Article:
Posts Tagged ‘Silence’

Today, I had lunch with a professor from Nazarene Theological Seminary, Dr. Doug Hardy.  He teaches in the area of spiritual disciplines.  We had an intriguing conversation concerning practices in the Church.  I asked him what he thought is a need in the Church that has been forgotten or left out, with the understanding that each church has different needs.  He suggested that perhaps we need to recapture silence and the capacity to wait on the Lord.  I thought this was insightful, especially considering that we live in a culture of entertainment, distraction, and disconnection.  We are extremely fragmented.  Go into any restaurant and they’re likely to have music blasting or a television turned to a game.  Our cellphones are our constant companions.  So much so, that we would rather text the person sitting next to us rather than engagement them in actual conversation.  I don’t feel that I’m overly exaggerating the situation, even within the Church.

I wondered out loud if this absence of silence and waiting upon the Lord – opening space up for God – is the reason for the lack of genuine discourse and Christian conference.  We are combative and quick to demonize those we disagree with.  Not to mention, we are not likely to listen and really hear the other’s position – especially if it is opposed to our position.  My rambling concluded with this point: If we’re not willing to listen to God, then what makes us think we’ll listen to people.  If we are not cultivating space in which to listen to God, is it any surprise that we are unable to have charitable discourse among ourselves?  I ask this question of myself and have to look honestly for ways to open up space, to provide places of silence – to be still recognize who is Lord… even in the midst of difficult, challenging conversations.

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The silence is deafening.  No mighty wind, no earthquake, no fire… just silence.  Sabbath and silence.  “Be still, and know that I AM God.”  Why is it that I find the silence so difficult to dwell in?  It could be that the culture around me saturates itself with busyness and sound and activity.  But, I am coming more to realize that this is not even the issue.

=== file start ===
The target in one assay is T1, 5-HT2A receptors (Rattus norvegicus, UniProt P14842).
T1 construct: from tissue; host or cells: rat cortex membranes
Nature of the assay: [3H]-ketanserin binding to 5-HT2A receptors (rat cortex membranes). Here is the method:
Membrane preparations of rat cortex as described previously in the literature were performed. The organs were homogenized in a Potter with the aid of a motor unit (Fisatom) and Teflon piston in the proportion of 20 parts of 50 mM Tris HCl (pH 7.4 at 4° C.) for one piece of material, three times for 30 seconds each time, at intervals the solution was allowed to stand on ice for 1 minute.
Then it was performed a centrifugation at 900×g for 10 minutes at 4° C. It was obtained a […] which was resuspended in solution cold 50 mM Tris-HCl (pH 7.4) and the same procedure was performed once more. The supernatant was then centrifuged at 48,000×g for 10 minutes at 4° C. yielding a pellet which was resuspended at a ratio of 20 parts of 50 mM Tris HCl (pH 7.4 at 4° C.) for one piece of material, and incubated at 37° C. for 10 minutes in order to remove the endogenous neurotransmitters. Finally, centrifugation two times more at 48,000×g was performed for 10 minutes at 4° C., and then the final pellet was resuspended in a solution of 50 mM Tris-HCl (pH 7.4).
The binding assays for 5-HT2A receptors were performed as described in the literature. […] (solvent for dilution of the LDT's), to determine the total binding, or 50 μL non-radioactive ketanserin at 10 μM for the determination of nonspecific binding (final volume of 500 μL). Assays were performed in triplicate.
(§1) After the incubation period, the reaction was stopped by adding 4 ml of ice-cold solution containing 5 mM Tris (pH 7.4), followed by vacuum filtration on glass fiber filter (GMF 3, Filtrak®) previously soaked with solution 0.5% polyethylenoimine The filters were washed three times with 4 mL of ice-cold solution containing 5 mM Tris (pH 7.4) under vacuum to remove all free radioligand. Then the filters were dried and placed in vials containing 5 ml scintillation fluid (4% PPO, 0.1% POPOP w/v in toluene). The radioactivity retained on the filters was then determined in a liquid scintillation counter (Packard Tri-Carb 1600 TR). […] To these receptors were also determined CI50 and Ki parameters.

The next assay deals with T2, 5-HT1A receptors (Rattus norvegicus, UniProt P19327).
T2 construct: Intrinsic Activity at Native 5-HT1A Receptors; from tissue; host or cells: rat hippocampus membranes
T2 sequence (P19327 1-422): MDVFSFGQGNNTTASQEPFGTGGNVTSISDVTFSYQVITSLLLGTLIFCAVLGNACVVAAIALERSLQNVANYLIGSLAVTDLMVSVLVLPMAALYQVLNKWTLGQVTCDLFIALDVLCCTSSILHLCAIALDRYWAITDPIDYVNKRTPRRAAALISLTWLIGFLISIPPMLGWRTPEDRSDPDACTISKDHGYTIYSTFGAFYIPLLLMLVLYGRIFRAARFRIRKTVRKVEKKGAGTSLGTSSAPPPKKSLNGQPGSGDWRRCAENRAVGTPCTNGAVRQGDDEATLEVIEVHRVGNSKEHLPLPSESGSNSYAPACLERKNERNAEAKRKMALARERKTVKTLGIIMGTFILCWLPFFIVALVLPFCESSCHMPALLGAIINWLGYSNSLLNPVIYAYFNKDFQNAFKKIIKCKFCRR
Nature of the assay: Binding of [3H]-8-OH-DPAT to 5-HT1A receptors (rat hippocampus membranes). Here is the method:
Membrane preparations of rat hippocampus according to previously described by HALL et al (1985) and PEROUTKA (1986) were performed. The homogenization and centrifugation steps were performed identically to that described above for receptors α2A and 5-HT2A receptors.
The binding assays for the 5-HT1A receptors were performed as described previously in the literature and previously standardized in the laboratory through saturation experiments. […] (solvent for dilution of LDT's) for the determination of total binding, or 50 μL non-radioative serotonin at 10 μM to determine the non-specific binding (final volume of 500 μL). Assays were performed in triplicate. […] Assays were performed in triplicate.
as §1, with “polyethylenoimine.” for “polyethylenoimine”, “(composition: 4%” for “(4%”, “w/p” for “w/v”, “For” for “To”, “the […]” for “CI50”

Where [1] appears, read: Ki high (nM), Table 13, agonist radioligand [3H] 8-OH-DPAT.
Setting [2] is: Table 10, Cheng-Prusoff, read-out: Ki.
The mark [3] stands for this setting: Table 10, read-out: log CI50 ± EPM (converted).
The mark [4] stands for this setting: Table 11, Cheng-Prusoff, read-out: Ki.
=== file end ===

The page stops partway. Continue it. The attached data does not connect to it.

The difficulty with Sabbath and silence is that I have to come to terms with myself.  I come face-to-face with myself, with my finitude, with my creature-ness.  My world is re-oriented… but not around me.  I find that I am lacking, insufficient, and inadequate.  In short, I’m not God.  I have come to the end of myself and have entered fully into the silence.  It is in this silence that I hear the still small voice.  “Be still, and know that I am God.”

In the fire of that silence, I am changed, purified, and humbled.  I am creature, fully human.  It is not because of what I do but because of who God is.  Like Moses, I find myself on holy ground in the middle of the mundane desert of life..  Like Isaiah, I find myself a sinful man in the midst of a sinful world needing God’s transformative work in my life.  And, all too often, I find myself like the disciples sleeping while I should be praying.

To be honest, silence is difficult to enter into fully because there is always the probability that God will reveal Himself and may change us.  We drown out the still small voice, hoping to muffle the call of the Holy One.  Change is rarely something we chase after and accept willingly.  We inundate ourselves with noise and activity because to enter in Sabbath silence means we might meet God and be called to a new life.

But, we are comfortable with the old way.  We want to be God.  We want to call the shots.  We want to be in control.  But, it is only when we recognize our created-ness and center our lives upon our Creator that we become fully human and fully present.  It is only in this that we become truly free.  Sabbath re-orients us, reminding us of who we are and Whose we are.  We leave the noisy productivity of Egypt and walk into a desert dependence upon God.